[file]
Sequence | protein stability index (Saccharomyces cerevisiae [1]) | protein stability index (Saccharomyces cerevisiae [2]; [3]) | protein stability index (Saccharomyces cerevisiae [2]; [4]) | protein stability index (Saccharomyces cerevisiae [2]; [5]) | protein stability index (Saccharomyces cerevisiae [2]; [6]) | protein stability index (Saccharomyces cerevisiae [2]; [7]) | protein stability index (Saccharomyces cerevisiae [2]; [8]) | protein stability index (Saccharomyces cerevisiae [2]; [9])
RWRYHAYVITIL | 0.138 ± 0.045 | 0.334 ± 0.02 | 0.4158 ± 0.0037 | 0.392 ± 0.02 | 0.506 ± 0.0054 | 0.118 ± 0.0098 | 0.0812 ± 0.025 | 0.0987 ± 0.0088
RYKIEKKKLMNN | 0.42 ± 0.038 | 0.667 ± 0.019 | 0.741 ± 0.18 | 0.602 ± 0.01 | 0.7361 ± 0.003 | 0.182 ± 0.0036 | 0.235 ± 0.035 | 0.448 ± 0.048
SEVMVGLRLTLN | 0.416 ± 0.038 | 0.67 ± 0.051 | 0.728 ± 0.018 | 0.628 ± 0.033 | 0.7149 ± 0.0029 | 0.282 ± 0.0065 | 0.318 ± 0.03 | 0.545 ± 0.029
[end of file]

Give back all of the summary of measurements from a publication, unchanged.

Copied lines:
Sequence | protein stability index (Saccharomyces cerevisiae [1]) | protein stability index (Saccharomyces cerevisiae [2]; [3]) | protein stability index (Saccharomyces cerevisiae [2]; [4]) | protein stability index (Saccharomyces cerevisiae [2]; [5]) | protein stability index (Saccharomyces cerevisiae [2]; [6]) | protein stability index (Saccharomyces cerevisiae [2]; [7]) | protein stability index (Saccharomyces cerevisiae [2]; [8]) | protein stability index (Saccharomyces cerevisiae [2]; [9])
RWRYHAYVITIL | 0.138 ± 0.045 | 0.334 ± 0.02 | 0.4158 ± 0.0037 | 0.392 ± 0.02 | 0.506 ± 0.0054 | 0.118 ± 0.0098 | 0.0812 ± 0.025 | 0.0987 ± 0.0088
RYKIEKKKLMNN | 0.42 ± 0.038 | 0.667 ± 0.019 | 0.741 ± 0.18 | 0.602 ± 0.01 | 0.7361 ± 0.003 | 0.182 ± 0.0036 | 0.235 ± 0.035 | 0.448 ± 0.048
SEVMVGLRLTLN | 0.416 ± 0.038 | 0.67 ± 0.051 | 0.728 ± 0.018 | 0.628 ± 0.033 | 0.7149 ± 0.0029 | 0.282 ± 0.0065 | 0.318 ± 0.03 | 0.545 ± 0.029